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Work at Home Said to Cause Compliance Headaches


MIAMI - Telecommuting may not be for everyone, especially registered representatives at NASD member firms.

The thought of registered representatives working from home presents such daunting compliance concerns when it comes to monitoring electronic communications that Charles Schwab & Co. of San Francisco has not permitted the practice, according to Peggy Chastain, director for compliance administration for Schwab. Some registered representatives, particularly in California, have sought permission to work from home on occasion, Chastain said. But such an arrangement presents a supervisory challenge that at least for now is overwhelming, Chastain said.

Chastain spoke at The National Investment Company Service Association's annual operations conference here last week.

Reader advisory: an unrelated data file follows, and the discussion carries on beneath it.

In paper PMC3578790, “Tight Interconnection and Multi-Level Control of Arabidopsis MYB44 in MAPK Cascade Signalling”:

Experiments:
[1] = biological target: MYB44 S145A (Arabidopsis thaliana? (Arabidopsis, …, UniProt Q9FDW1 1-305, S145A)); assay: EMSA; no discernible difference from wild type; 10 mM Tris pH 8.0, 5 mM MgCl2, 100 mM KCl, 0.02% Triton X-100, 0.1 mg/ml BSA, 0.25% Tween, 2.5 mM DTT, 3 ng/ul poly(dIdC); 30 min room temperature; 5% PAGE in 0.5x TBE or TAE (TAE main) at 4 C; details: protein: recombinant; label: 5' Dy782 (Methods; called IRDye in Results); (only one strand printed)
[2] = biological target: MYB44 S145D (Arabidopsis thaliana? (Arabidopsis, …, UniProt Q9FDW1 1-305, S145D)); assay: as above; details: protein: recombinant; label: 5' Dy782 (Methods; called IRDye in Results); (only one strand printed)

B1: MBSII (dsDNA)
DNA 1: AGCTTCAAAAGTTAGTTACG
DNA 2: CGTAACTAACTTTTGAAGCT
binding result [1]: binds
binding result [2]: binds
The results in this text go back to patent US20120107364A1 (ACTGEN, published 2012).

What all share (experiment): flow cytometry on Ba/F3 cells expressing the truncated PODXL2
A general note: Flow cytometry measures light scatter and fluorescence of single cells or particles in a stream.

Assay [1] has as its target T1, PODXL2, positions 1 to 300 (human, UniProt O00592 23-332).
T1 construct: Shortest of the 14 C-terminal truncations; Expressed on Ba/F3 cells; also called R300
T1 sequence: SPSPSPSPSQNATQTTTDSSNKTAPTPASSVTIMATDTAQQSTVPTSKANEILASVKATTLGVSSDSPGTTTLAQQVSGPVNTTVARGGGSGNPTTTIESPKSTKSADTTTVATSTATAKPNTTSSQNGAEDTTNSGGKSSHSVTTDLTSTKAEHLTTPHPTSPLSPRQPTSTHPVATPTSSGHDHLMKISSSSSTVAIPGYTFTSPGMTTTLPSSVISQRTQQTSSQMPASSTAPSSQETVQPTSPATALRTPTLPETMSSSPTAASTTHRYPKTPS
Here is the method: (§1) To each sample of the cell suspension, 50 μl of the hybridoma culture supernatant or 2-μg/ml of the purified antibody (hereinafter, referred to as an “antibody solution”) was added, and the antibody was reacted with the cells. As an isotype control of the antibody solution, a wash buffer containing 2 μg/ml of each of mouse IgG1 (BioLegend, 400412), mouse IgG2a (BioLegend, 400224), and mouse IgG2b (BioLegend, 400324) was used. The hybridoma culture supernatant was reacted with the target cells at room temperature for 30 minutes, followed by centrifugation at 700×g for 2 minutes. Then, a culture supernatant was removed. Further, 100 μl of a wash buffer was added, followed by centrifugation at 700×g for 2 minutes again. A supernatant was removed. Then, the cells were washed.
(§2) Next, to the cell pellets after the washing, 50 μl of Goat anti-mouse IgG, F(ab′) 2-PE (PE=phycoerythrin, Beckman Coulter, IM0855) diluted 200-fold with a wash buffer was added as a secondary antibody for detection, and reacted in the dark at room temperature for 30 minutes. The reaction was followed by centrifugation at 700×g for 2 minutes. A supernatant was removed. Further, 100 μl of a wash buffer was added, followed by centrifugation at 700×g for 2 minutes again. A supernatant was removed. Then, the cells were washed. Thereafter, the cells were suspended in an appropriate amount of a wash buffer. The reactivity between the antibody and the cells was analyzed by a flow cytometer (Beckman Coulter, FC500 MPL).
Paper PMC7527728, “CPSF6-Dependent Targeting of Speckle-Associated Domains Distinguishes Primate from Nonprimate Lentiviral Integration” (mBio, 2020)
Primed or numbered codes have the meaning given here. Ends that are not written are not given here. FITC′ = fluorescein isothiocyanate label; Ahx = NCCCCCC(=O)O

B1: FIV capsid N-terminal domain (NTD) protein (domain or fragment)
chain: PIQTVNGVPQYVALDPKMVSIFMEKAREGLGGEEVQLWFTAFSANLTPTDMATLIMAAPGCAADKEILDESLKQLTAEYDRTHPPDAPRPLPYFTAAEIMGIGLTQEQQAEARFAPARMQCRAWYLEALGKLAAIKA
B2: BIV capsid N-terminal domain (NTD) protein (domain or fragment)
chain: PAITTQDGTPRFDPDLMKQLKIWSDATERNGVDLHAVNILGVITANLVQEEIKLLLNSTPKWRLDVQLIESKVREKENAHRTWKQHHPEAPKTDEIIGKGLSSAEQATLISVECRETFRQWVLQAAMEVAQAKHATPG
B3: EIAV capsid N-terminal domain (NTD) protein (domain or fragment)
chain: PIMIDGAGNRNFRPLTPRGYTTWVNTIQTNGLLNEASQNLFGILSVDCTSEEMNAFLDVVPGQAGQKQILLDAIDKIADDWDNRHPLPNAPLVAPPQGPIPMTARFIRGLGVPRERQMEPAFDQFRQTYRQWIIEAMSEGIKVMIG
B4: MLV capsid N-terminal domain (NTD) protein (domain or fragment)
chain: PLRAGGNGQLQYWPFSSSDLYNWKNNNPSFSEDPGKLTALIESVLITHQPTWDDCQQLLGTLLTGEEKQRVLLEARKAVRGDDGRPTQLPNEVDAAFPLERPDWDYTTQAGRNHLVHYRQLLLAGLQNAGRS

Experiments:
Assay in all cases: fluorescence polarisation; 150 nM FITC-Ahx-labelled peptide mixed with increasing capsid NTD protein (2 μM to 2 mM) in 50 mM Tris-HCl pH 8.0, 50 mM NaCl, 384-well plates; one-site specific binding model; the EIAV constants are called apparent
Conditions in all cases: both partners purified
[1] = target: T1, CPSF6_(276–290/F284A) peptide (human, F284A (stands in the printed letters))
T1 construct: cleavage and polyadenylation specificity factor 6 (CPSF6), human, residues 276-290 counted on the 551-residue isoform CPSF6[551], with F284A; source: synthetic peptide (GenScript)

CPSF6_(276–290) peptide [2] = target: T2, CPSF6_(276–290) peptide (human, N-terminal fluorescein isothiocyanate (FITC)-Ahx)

The NASD, the self-regulatory organization that oversees the conduct of its members, requires registered representative's supervisors to review and approve before mailing, correspondence that representatives send to two or more customers. The logistics of monitoring electronic communications are so difficult that it is unlikely Schwab will permit representatives to work from home any time soon, Chastain said.

The NASD currently is in the midst of an overhaul of its compliance requirements on electronic communications. The NASD hopes to file the final version of the new rules with the SEC in the next few weeks, said Thomas Selman, vice president of NASD. The SEC ultimately must approve the rules.